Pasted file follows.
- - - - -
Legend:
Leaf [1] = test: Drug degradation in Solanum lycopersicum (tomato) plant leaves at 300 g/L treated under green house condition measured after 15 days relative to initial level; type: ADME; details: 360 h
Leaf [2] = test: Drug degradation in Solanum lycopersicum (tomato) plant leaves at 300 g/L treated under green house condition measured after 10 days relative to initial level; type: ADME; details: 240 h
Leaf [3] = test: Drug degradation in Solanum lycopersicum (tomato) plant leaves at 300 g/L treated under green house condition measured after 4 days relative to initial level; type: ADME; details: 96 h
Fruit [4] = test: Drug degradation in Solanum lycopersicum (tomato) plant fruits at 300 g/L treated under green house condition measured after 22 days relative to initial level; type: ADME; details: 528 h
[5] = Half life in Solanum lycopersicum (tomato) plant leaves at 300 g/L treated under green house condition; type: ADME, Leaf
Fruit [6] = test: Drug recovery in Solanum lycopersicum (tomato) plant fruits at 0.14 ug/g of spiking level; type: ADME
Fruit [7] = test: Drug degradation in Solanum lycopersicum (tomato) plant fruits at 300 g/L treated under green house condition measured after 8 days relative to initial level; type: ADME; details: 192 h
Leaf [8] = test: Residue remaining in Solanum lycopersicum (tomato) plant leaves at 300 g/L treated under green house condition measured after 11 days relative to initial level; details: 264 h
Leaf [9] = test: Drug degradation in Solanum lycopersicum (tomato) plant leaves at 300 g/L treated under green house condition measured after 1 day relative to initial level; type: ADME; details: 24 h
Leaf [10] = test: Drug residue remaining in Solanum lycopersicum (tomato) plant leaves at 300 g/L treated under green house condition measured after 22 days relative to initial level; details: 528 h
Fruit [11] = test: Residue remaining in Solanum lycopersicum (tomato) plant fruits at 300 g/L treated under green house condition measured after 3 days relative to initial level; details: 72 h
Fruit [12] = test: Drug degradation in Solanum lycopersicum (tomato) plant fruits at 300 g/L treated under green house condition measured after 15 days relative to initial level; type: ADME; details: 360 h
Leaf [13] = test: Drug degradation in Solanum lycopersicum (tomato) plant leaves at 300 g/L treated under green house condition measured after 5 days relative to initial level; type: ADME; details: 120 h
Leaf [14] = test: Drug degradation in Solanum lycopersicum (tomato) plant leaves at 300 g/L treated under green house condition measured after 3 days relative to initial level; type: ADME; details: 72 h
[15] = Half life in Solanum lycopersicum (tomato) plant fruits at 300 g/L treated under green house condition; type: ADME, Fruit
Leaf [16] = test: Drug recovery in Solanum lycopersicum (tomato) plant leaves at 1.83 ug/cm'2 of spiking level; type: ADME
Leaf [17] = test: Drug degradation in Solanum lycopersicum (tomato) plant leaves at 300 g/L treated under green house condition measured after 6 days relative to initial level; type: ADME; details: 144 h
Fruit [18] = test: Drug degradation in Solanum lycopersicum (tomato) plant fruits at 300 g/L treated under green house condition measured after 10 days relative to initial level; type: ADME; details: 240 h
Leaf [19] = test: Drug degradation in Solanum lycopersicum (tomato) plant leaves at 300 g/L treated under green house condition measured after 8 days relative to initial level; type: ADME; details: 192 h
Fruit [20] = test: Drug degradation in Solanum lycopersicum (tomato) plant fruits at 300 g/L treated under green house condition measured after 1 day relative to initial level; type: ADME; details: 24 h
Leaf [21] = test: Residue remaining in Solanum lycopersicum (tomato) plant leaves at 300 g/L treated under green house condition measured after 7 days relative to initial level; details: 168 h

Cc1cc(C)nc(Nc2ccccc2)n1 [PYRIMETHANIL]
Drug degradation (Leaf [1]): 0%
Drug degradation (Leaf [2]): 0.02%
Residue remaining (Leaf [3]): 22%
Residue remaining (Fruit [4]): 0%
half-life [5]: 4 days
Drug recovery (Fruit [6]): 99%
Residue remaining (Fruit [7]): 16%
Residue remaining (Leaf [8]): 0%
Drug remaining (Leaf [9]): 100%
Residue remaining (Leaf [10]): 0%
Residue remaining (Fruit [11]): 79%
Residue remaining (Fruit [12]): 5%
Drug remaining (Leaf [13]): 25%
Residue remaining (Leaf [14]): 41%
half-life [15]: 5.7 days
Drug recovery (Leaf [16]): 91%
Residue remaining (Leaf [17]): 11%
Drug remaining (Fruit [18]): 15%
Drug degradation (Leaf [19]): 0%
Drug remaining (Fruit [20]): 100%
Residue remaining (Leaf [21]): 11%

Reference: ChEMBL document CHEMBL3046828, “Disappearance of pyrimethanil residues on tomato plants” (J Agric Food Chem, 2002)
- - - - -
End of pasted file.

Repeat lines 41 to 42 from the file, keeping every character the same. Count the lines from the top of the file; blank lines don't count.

Drug remaining (Fruit [18]): 15%
Drug degradation (Leaf [19]): 0%